Local speech and reading specialists open new center in Luling

Speech Therapist Jennifer Burns and Multisensory Reading Specialist Sherri Troxler, now business partners at their new Speech and Reading Center in Luling, may never met had it not been for a chance encounter at a local church event.

“I always had a dream of opening up my own clinic or center and had started actively looking [for a location],” Jennifer Burns of the new Speech and Reading Center in Luling, said. “My mom at church one day sat down at a potluck table and started talking to Sherri and ends up mentioning my name and how I was looking for an office somewhere to open up a clinic.”

From there the two, who had not met before but had complimentary skill sets, ended up getting in touch. Troxler was also at the time considering opening a Multisensory Reading Center in Luling and was already operating a location in Metairie. The pair, realizing they shared some of the same goals, decided to open their new clinic in Luling together, which first opened its doors on May 19th at its Point Robert Center location on 50 Wade Street.

Their new Speech and Reading Center offers both speech therapy and multi-sensory reading therapy for local children that may need assistance with either speech and communication development or reading difficulties. The firm offers services to children in the key developmental ages primarily between three and 15, although it does offer some programs that can benefit children even younger than three.

The speech therapy component of the Speech and Reading Center includes work with speech therapist Jennifer Burns, who has worked 18 years as a speech therapist and holds a master’s degree from LSU. Burns explained that children are ideal candidates for speech therapy when they are having difficulty developing proper speech and communication.

“Signs they may need a professional might include younger children who are not hitting developmental milestones such as babbling, or not saying words, not following directions, or getting upset because they aren’t able to communicate their needs,” Burns said.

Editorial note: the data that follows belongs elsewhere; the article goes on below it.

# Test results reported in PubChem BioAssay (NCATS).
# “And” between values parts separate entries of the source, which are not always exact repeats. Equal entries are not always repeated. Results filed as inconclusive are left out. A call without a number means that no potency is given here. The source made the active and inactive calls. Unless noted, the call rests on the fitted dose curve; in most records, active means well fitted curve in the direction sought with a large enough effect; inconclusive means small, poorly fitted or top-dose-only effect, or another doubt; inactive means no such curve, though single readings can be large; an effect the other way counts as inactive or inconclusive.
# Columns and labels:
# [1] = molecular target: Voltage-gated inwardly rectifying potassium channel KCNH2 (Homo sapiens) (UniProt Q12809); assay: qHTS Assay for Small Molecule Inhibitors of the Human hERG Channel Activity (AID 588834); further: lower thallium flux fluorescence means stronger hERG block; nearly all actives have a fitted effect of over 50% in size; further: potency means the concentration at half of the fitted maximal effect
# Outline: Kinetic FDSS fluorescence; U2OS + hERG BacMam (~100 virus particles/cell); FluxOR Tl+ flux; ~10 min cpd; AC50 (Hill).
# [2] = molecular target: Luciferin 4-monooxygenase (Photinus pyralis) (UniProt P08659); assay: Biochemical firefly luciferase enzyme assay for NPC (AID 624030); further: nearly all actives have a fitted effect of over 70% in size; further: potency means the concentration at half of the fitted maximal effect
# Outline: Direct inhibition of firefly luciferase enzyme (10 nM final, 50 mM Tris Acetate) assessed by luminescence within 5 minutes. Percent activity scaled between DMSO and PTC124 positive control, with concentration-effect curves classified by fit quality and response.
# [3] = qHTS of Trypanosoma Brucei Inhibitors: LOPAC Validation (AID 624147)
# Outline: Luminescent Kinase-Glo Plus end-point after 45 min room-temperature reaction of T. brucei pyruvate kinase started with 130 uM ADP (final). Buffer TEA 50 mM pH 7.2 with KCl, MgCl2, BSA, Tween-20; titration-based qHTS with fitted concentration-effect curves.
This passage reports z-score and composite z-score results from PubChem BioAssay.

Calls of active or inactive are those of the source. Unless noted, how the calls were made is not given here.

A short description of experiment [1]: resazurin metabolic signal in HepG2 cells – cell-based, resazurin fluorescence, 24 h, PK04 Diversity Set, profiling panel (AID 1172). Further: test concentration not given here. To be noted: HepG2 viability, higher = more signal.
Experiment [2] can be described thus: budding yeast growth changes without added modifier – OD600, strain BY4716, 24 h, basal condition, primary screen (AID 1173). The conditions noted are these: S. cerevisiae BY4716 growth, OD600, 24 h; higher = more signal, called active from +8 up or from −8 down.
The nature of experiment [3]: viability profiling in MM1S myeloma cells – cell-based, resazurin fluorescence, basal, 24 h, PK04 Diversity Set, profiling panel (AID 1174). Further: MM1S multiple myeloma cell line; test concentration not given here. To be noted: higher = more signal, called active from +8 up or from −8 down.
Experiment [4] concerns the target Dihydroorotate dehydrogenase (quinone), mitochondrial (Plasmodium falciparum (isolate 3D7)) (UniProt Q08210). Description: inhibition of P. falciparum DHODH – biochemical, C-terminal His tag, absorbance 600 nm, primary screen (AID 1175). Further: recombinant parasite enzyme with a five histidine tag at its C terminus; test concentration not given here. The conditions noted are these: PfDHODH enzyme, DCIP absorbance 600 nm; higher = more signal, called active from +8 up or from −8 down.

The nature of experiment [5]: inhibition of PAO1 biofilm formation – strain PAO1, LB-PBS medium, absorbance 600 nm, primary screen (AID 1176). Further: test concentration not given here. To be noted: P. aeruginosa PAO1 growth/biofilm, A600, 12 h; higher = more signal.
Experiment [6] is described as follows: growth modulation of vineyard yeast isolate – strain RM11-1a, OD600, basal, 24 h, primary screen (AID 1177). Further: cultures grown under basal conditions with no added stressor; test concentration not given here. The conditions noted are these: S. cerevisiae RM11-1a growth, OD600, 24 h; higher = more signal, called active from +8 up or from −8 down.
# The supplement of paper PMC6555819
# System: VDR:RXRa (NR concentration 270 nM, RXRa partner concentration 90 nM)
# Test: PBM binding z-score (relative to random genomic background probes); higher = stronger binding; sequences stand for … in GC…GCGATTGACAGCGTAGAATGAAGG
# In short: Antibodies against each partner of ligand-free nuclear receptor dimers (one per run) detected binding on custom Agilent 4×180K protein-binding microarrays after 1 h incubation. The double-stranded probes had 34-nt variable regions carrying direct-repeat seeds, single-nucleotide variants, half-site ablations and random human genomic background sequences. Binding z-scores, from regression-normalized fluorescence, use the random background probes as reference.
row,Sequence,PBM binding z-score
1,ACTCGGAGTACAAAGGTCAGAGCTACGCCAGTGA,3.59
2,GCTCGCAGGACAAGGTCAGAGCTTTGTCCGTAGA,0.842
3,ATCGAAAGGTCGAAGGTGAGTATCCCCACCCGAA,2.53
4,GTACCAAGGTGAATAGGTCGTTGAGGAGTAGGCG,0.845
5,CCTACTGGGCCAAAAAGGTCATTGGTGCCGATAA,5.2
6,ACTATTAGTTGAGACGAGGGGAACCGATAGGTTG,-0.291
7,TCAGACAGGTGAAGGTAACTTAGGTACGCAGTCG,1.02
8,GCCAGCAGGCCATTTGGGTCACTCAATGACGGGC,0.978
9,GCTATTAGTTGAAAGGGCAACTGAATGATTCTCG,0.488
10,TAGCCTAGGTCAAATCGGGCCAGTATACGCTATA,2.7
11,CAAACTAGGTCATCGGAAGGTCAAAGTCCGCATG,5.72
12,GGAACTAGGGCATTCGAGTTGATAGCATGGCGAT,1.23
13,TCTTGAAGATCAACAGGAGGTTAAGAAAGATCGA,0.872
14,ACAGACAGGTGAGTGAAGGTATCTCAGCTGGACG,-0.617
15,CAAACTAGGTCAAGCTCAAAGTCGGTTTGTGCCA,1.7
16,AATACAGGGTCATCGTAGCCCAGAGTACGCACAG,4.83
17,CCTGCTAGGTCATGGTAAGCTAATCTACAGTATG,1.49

Older children, Burns explained, might have trouble articulating sounds correctly and can benefit from articulation therapy.

“There are also a lot of challenges for children as they get older with socialization, not being able to socialize appropriately, understand social cues, possibly standing too close to another person, or speaking loudly in someone’s face,” Burns said, regarding additional signs in children that would benefit from speech therapy.

Having had formal training in the multisensory reading approach, Troxler further explained that multisensory reading component of their clinic primarily involves helping children who struggle with decoding language, spelling fluency, and reading comprehension.

“There are many children who do not grasp the reading concept through just traditional methods, and they need a different way of learning to read,” Troxler, who spent several decades honing her skills in the education field, said of her practice. “Research has shown children who use multisensory materials, it enables them to grasp those concepts easier.”

A few signs that a child may need additional help with reading might include children who can’t seem to remember the letters of the alphabet or have difficulty processing information and keeping it in their memory. Some children, Troxler also mentioned, may have fluency problems in reading where they might have trouble putting sounds to words and understand the reading process.

The Speech and Reading Center has developed a large multisensory room for its clients, which includes activities for children to help stimulate them, most notably a large sensory board.

“It’s for kids who are under stimulated, and seeking out sensory input to regulate their system,” Burns explained. “We have another area where if they are over stimulated, they can go sit in a little playhouse where it’s nice and calm and can have a sensory time out for themselves where they can self-regulate to calm their sensory system.”

Parents seeking more details regarding the new Speech and Reading Center, or to schedule an initial visit, can visit the group’s Speech and Reading Center Facebook Page.


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